You limited your search to:

 Department: Department of Psychology
 Collection: UNT Theses and Dissertations
Increasing Differentiation on Vocational Assessments among Gifted High School Students

Increasing Differentiation on Vocational Assessments among Gifted High School Students

Date: August 1997
Creator: Kidner, Cindy L. (Cindy Lee)
Description: Multipotentiality makes career counseling with gifted students difficult. High-flat vocational profiles give the impression that gifted students can develop a wide range of abilities to an equally high level. High-flat vocational profiles may be due to assessments that consider abilities and disregard interests and values, and ceiling effects from the use of age-appropriate, rather than cognitively-appropriate measures. Subjects included 170 gifted students from a residential, early college entrance program (M=15.9 yrs., SD=.361). Subjects completed the Scholastic Aptitude Test, Self-Directed Search, and Study of Values. McNemar's Test of Correlated Proportions shows the proportion of multipotential profiles decreases significantly when cognitively-appropriate measures of interests and values are considered, in addition to abilities. Pearson Chi-square shows no ethnic differences.
Contributing Partner: UNT Libraries
Increasing the Social Interaction in a Fifth-Grade Class: a Sociometric Study

Increasing the Social Interaction in a Fifth-Grade Class: a Sociometric Study

Date: May 1961
Creator: Baugh, James Robert
Description: The purpose of this study is to change the structure of a fifth-grade class in order to increase the social interaction of the group.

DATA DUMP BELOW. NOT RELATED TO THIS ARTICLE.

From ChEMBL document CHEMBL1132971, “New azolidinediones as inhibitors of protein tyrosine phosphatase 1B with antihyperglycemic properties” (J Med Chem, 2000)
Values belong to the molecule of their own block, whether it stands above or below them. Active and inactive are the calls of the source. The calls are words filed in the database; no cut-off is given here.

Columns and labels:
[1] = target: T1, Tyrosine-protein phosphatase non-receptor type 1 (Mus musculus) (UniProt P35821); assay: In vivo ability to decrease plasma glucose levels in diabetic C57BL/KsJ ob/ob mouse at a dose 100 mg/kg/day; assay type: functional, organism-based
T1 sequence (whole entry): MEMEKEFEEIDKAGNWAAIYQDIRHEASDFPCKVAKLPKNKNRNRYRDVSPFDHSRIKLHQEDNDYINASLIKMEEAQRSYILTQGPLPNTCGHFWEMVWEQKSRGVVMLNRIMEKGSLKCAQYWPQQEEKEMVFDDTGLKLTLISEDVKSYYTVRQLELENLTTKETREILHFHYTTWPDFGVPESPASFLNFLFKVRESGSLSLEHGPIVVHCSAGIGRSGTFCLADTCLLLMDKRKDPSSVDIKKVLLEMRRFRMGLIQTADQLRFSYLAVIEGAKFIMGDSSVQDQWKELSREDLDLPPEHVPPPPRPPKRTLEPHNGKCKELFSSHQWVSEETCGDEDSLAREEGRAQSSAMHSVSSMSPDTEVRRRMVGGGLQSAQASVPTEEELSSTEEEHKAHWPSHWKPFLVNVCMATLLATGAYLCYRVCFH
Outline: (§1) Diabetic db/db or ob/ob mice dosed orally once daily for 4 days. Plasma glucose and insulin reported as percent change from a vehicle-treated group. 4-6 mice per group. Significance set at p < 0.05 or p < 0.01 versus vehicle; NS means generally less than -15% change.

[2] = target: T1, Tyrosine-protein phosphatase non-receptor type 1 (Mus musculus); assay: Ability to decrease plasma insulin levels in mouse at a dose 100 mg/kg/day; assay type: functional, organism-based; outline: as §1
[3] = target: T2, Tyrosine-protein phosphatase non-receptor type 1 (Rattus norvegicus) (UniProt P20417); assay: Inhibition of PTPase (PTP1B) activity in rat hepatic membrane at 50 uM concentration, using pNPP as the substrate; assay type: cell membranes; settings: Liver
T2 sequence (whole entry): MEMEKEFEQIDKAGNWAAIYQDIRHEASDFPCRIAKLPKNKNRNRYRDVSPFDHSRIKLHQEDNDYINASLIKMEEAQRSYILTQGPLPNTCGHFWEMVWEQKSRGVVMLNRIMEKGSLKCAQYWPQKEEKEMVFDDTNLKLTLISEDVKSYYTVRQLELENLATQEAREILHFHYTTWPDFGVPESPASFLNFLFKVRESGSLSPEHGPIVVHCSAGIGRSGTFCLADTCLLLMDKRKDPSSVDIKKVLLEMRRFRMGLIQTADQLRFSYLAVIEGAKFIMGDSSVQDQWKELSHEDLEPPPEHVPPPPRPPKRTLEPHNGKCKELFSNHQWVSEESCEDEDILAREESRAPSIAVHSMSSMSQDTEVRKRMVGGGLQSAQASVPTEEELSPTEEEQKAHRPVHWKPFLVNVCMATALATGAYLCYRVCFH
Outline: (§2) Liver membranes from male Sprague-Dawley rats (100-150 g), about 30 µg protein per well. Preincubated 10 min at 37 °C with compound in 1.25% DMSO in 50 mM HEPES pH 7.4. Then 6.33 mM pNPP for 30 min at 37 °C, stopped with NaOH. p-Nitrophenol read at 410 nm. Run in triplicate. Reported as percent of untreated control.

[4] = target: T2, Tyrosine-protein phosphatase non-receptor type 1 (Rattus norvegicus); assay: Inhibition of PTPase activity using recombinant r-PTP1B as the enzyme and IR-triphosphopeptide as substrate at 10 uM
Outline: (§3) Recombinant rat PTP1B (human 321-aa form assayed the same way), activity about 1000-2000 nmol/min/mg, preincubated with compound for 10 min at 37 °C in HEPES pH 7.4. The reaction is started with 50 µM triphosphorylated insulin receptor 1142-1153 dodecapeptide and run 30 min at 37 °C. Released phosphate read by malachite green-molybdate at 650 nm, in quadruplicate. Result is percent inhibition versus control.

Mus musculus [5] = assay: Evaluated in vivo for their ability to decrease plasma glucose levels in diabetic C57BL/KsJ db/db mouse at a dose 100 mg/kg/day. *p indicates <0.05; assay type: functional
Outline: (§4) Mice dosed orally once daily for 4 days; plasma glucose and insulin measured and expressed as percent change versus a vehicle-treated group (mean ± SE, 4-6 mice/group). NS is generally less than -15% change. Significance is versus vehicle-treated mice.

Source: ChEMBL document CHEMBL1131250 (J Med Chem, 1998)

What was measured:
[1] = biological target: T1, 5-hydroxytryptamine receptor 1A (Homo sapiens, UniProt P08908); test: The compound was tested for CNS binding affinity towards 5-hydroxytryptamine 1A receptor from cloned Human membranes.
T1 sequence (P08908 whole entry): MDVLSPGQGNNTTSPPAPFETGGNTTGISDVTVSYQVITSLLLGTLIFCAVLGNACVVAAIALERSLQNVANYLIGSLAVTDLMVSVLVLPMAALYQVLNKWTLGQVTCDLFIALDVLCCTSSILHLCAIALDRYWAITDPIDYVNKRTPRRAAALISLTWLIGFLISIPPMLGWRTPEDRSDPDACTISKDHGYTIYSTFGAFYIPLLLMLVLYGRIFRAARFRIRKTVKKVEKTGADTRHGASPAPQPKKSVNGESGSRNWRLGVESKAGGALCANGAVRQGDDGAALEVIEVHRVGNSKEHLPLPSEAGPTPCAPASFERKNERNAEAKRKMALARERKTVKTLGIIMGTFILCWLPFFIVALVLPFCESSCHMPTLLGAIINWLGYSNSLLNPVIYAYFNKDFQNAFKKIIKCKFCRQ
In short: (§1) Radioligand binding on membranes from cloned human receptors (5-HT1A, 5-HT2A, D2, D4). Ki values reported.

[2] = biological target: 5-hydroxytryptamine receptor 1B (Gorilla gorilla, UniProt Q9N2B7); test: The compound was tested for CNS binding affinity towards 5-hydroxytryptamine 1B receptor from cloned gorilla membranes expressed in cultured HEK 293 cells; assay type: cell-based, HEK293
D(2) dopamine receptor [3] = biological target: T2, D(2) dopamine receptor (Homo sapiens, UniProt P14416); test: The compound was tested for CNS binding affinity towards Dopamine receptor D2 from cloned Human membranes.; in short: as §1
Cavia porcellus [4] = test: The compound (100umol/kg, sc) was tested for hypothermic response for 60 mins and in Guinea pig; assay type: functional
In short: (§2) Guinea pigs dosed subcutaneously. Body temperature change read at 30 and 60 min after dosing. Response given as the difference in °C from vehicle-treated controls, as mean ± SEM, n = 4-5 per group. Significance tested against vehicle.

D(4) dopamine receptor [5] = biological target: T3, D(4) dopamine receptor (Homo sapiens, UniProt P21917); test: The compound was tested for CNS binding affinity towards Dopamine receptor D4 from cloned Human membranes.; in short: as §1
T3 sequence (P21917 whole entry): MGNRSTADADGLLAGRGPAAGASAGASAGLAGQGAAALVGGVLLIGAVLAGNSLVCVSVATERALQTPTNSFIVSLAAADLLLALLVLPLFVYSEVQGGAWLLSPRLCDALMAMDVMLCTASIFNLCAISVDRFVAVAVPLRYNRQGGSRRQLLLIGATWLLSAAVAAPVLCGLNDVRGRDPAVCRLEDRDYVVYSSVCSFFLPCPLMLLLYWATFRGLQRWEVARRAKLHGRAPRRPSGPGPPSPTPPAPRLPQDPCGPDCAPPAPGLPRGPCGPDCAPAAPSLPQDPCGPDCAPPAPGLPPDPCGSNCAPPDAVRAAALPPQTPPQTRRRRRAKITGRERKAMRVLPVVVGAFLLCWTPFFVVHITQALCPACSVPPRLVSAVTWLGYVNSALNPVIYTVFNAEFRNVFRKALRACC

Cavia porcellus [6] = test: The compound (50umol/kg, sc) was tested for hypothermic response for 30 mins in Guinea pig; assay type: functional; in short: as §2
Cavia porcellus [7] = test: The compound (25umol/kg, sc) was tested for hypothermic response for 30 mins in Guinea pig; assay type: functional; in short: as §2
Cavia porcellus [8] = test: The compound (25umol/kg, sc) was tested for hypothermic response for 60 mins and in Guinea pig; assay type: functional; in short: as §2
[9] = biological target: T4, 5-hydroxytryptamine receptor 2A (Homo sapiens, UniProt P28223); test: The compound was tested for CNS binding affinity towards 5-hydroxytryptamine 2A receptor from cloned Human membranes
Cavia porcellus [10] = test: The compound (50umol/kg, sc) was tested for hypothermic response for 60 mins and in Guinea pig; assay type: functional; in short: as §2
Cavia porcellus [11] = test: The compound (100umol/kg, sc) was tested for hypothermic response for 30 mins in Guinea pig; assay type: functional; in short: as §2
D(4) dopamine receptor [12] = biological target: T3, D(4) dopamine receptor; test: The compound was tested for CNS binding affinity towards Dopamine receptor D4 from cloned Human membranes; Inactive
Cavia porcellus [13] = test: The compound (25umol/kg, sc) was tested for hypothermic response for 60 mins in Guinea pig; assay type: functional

Contributing Partner: UNT Libraries
Individual attachment styles and the correspondence/compensation hypotheses in relation to depression and depressive experiences.

Individual attachment styles and the correspondence/compensation hypotheses in relation to depression and depressive experiences.

Date: August 2008
Creator: Hill, Mary Kathleen
Description: Two hundred twenty individuals participated in the present study from a university population. The study examined the relationship among attachment styles to caregivers, relationship with God, depressive symptomology, and depressive experiences. Attachment theorists have suggested a connection between childhood attachment to caregivers and current attachment to God through the idea that individuals have "working models" that form how they interpret present relationships. For the most part, the results of the current study supported the idea of correspondence between attachment to caregiver and attachment to God. Individual attachment styles to caregivers matched their attachment style to God. However, when caregiver religiousness was included as a moderating variable, results supported the theory of combined compensation-correspondence for those with insecure attachments to caregivers. Individuals with insecure attachment to caregivers were more likely to compensate for their insecure attachment bonds through participation in religious activity, whereas their internal, private relationship with God corresponded with their previous insecure attachment bonds. Individuals with insecure attachment to caregivers were more likely to endorse symptoms of depression and report introjective, but not anaclitic, depressive experiences. With respect to attachment to God, introjective depressive experiences were positively related to both anxious and avoidant attachments, whereas, anaclitic depressive experiences were ...
Contributing Partner: UNT Libraries
Individual Behavior Change in the Context of Organization Change: Towards Validation of the Transtheoretical Model of Change in an Organizational Environment

Individual Behavior Change in the Context of Organization Change: Towards Validation of the Transtheoretical Model of Change in an Organizational Environment

Date: December 2004
Creator: Phillips, Tobe M.